I just re-read that and it sounds complicated.  But it really isn’t.  You just need to get the hang of it.  If it sounds a little intimidating to you (which it was to me the first few times I read instructions like that!), I would suggest starting out with only using it once a day.  I promise that once you get in the swing of things, it becomes second nature.

Tomorrow I will post my favorite sourdough bread recipe for you to start with.  I can’t wait!  Until then, I will leave you with a look at the pretzels I’ve been experimenting with.  I’m not completely happy with the recipe yet, but the kids said they “weren’t bad”.

Sourdough Soft Pretzels

Sourdough 101: Part 6

Hello again all.  I’m so glad you’re still with me!  I was so pleased with Beowulf this morning that I almost forgot to have my caffine before I started playing with the starter!  After both feedings yesterday, I knew that there had been some expansion, but couldn’t really tell how much.  Add because I stopped taking pictures of what he looked like after the feedings, there was no way for you to see it.  I got really clever last night, though!  After I fed him last night I used a dry erase marker to mark the level of starter in the jar.  Just look at what greeted me this morning!

Before feeding number 10.

Ok, so maybe I get excited too easily.  But I think it’s pretty cool.  I marked the jar again after this feeding.  We’ll see what happens today.  Ideally, there should be more rising after each feeding.

Oh, and by the way, when we started this little adventure my part of the country was having blizzards and it was really, really, cold.  So my kitchen was really, really, cold.  This week we have been having record high temperatures.  Gotta love Oklahoma weather!  So I have been just using cold water out of the tap instead of warm.  Like I said when we started, I have used both warm and cold before, without seeing any difference.  Also, remember that I am using clean jars every other feeding so that I can get some semi-decent pictures for you.  I would normally not be doing that, so if your jar is looking kinda messy and you wonder why mine doesn’t look the same, that’s why.  Of course, you may not be a messy person and your jar my look much better than mine does!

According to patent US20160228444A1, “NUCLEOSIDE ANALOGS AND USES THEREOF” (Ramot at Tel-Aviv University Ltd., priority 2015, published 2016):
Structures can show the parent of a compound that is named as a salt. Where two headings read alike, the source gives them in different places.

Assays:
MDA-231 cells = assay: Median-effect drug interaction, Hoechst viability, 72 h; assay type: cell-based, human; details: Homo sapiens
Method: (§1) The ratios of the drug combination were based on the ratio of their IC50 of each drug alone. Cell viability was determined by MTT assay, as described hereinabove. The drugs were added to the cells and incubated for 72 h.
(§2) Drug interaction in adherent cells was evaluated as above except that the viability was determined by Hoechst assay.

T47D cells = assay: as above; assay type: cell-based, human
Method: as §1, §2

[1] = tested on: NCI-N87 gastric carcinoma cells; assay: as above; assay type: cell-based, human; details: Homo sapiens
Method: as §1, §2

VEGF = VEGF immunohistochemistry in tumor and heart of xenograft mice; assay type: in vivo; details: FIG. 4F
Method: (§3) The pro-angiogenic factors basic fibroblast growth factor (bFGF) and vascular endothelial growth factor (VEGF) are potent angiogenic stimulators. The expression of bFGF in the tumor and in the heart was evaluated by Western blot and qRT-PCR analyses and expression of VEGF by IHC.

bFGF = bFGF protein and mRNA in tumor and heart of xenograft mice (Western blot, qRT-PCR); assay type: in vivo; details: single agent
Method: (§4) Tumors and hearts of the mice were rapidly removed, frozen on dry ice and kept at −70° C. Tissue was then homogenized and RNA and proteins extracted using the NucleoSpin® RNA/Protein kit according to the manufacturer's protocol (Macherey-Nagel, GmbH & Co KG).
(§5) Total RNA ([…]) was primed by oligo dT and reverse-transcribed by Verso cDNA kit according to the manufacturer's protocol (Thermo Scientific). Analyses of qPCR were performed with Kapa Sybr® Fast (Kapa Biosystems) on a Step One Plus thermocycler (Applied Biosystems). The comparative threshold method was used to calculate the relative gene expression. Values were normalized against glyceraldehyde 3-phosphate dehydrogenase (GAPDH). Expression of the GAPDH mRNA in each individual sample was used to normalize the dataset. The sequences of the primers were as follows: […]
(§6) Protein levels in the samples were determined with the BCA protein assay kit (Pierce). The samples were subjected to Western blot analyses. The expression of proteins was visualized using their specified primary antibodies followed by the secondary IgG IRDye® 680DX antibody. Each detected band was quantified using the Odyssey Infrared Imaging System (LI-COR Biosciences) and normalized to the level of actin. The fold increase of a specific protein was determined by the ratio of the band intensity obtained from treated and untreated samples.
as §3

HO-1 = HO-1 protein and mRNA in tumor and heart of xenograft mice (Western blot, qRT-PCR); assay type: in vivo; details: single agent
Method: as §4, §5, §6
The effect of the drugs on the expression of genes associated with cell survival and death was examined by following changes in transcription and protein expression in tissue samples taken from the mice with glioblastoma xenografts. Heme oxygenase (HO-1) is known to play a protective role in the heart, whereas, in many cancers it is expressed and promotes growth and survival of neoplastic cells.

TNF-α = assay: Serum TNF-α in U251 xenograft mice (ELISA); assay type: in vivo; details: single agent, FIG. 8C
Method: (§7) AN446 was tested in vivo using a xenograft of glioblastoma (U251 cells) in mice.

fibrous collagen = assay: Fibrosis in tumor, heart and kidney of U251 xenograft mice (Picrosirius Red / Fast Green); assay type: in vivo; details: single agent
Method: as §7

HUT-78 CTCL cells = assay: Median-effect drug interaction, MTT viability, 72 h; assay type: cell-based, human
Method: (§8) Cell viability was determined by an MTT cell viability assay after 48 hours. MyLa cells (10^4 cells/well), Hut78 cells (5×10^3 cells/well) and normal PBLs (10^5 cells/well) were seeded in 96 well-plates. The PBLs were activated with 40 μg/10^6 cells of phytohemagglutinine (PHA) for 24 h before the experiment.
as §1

Can’t wait to see what Beowulf looks like this evening!

Well, here he is.  Isn’t he great?

Before feeding number 11.

We are getting really close now.  Can you almost smell all the goodies you’re going to be making?  And just to whet your appitite, today I was experimenting with a sourdough soft pretzel recipe.  Unfortunately, it still needs some experimentation.  And I need some practice making pretzel shapes!  Maybe I’ll just make pretzel sticks next time.  Hopefully, I’ll have it fixed by next week and  I will share it with you then.

Beowulf and I will be back tomorrow.

Sourdough 101: Part 5

Are you ready for feeding number 8?  This morning I made sure that I had my cup of tea along with a left over biscuit from last night (reheated of course, with butter and blackberry jelly) before I started to play with the starter.  Things went much more smoothly.  Here is Beowulf before I fed him this morning.  Beowulf just makes me giggle!

Before feeding number 8.

Not only were there nice bubbles this morning, but there was a little bit of rising going on.  Not a lot, but enough to let me know that the yeast population is growing.  Remember, your starter may be ahead of mine, or even a little behind.  That’s ok.  As long as you’re seeing bubbles forming in the jar between feedings, that means the yeasts are feeding and multiplying and doing their thing.

And now, after a long day of making bubbles, feeding number 9.

Before feeding number 9.

As you can see, Beowulf has been busy today.  The yeasts are beginning to rise a little bit every time he’s fed now.   In a few more days, the jar will be about 2/3 full after feedings.  We’re almost there, stay with me now.

I was out most of the day today, so I didn’t have a chance to bake anything.  That always makes for a sad day at my house.  But tomorrow I’m home all day and I’ll be busy getting flour all over the floor and cabinet tops!  When I’m finished having all that fun, I hope to have something yummy to show you!